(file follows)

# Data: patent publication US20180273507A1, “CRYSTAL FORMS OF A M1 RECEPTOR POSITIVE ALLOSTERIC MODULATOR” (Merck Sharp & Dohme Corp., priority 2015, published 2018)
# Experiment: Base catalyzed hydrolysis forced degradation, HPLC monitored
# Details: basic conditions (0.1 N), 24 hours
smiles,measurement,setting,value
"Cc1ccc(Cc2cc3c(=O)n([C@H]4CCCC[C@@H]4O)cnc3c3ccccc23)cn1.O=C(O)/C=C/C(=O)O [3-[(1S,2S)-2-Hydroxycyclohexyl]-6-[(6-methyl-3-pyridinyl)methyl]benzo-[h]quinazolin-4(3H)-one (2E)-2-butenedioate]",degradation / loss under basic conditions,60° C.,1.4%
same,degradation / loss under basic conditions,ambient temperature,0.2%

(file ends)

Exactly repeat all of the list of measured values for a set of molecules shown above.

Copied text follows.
# Data: patent publication US20180273507A1, “CRYSTAL FORMS OF A M1 RECEPTOR POSITIVE ALLOSTERIC MODULATOR” (Merck Sharp & Dohme Corp., priority 2015, published 2018)
# Experiment: Base catalyzed hydrolysis forced degradation, HPLC monitored
# Details: basic conditions (0.1 N), 24 hours
smiles,measurement,setting,value
"Cc1ccc(Cc2cc3c(=O)n([C@H]4CCCC[C@@H]4O)cnc3c3ccccc23)cn1.O=C(O)/C=C/C(=O)O [3-[(1S,2S)-2-Hydroxycyclohexyl]-6-[(6-methyl-3-pyridinyl)methyl]benzo-[h]quinazolin-4(3H)-one (2E)-2-butenedioate]",degradation / loss under basic conditions,60° C.,1.4%
same,degradation / loss under basic conditions,ambient temperature,0.2%